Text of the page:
Top 6 Most Common Hearing Aid Styles

Nowadays, there are many hearing aids in the market, with different styles and features. Buying hearing aids can be an overwhelming process full of abbreviations like BTE or ITC and feature names and technical terms like Wide Dynamic Range Compression (WDRC) or feedback management. This article introduces the top 6 most common hearing aid styles and choosing the most suitable type.

Most common hearing aid styles

What Is the Best Hearing Aid Style?

Before introducing the most common hearing aid styles and the differences between them, we want to clarify: Is there an ideal hearing aid style?

The answer is no.

There is no ideal hearing aid style.

The reason why different styles exist in the first place is that people have different needs.

Here are some of the factors that influence the choice of hearing aid style:

  • Hearing loss level and severity
  • Speech recognition scores
  • The anatomy of the ear
  • Other health aspects, such as vision, dexterity and cognitive abilities
  • Habits in daily life
  • Familiarity with digital technologies like smartphones
  • Budget

Those who have severe hearing loss may need to use one of the large hearing aid styles because smaller hearing aids are not loud enough.

The smallest hearing aid styles do not support Bluetooth, so they may not be suitable for someone who relies on streaming sounds from television and smartphone.

The Top Six Most Common Hearing Aid Styles

The top six hearing aid styles are BTE, RITE, ITC, IIC, CIC and other styles.

1. Behind-the-Ear (BTE) Hearing Aids

Behind-the-Ear (BTE) hearing aid

As the name suggests, behind-the-ear hearing aids hang behind the ear. The sounds produced by the device flow through an air tube into the ear.

Behind-the-ear hearing aids are the largest hearing aid style, so they have greater power, and are relatively easy to operate and adjust. They are suitable for people of all ages and a choice for people with severe hearing loss.

However, some may refuse to wear BTE hearing aids because of stigma, as they could be rather conspicuous.

2. Receiver in Canal (RIC) / Receiver in the Ear (RITE) Hearing Aids

Receiver in canal (RIC) hearing aid

This style is known as either receiver in the ear (RITE) or receiver in canal (RIC). The names essentially mean the same thing: an open-fit hearing aid style with the receiver (loudspeaker) built into an insertable ear dome. In other words, the loudspeaker of the hearing aid rests within the ear canal, while the microphone and processor sit in a tiny case behind the ear.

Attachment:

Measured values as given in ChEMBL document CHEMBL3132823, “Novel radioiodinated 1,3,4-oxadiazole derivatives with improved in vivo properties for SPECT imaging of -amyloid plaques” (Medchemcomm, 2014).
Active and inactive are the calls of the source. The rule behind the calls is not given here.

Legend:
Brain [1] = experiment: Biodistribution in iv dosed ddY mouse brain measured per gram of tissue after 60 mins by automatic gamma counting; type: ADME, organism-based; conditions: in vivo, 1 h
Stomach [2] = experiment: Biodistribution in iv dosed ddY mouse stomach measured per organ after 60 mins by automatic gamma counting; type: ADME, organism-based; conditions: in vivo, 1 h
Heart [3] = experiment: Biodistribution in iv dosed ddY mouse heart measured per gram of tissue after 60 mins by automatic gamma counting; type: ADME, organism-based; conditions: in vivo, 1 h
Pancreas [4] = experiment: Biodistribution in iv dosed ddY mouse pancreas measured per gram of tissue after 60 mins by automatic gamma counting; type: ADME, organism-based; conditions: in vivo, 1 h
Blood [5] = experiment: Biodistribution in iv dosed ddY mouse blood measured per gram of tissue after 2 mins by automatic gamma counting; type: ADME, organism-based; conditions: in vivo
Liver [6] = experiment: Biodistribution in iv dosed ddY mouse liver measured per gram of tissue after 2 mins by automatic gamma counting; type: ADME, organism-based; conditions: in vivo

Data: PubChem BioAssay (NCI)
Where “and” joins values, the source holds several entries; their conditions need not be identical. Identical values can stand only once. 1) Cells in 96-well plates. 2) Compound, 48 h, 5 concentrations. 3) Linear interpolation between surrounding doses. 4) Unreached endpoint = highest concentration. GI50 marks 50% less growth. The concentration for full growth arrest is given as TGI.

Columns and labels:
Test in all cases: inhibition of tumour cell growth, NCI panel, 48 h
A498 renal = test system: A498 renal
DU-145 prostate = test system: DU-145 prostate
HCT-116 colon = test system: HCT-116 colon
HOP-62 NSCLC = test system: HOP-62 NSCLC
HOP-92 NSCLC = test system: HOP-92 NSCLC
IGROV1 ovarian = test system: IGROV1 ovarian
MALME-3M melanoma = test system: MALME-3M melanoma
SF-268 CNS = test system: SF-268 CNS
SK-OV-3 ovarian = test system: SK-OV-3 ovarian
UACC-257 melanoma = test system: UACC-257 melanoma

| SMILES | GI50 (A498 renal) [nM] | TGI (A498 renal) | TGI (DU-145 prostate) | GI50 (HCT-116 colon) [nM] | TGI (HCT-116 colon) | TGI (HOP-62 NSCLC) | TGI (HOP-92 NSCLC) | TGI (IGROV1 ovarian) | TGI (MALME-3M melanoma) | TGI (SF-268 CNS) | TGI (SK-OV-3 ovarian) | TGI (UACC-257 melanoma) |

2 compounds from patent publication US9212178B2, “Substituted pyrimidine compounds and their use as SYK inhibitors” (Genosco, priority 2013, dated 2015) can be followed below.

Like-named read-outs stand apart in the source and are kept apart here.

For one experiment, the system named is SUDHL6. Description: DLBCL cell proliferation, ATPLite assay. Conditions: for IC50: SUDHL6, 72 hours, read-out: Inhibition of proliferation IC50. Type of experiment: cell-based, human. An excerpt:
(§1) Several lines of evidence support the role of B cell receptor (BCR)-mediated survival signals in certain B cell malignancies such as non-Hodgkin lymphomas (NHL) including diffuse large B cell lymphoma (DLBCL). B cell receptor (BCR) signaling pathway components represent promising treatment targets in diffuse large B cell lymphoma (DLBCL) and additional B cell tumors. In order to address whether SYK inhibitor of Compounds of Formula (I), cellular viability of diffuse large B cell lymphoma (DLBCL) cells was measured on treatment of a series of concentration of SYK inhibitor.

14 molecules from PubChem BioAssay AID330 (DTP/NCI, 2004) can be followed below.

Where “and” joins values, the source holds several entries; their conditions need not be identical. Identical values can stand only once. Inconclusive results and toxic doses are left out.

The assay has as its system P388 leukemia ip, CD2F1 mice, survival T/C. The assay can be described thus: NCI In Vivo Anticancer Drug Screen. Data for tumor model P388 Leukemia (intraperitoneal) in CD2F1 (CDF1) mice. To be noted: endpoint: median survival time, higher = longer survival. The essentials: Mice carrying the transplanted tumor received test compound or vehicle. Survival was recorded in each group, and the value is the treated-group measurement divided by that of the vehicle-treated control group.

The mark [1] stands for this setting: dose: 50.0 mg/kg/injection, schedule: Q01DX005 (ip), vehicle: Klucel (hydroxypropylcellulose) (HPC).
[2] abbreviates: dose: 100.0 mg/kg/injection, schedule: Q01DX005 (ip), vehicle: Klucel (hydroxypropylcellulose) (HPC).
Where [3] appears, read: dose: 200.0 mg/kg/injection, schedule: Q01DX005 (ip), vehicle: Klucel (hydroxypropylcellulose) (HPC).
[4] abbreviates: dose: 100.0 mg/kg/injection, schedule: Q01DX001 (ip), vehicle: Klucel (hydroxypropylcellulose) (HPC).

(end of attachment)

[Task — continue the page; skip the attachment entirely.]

3. In-the-Ear (ITE) Hearing Aids

In the ear (ITE) hearing aid

In-the-ear hearing aids are worn in the concha (ear bowl) and ear canal. They are customized to the physical shape of the ear. They come in different colours and can blend with the skin tone of the outer ear. Certain types of ITE hearing aids can penetrate deeper into the ear canal.

4. In-the-Canal (ITC) Hearing Aids

In the canal (ITC) hearing aid

In-the-canal hearing aids sit in the lower portion of the outer ear bowl, making them comfortable and easy to use. They are slightly larger than IIC and CIC styles, so they tend to have longer battery life and fit a broader range of hearing losses. Their shape has space for features like directional microphones (for better understanding in noisy environments) and manual controls.

5. Invisible In the Canal (IIC) / Completely In the Canal (CIC) Hearing Aids

Completely in canal (CIC) hearing aid

The invisible-in-the-canal (IIC) and completely-in-the-canal (CIC) styles are the smallest and most discreet hearing aids. They are worn deep in the ears, and they must be removed by tugging on a tiny pull-out string. CIC hearing aids are very similar but do not sit quite so deep within the ears.

These styles are typically fit for people with mild to moderate hearing loss.

6. Other Hearing Devices: Smart Personal Sound Amplifiers

Other hearing devices

Smart personal sound amplifiers are not hearing aids. However, like hearing aids, they are also capable of amplifying and personalising sounds. They are disguised as regular Bluetooth® earphones and can avoid the stigma associated with wearing traditional hearing aid styles. Some, who feel they are not ready for traditional hearing aids, choose to use the Kite 2 Smart Personal Sound Amplifier by Incus after learning how it compares to other hearing devices.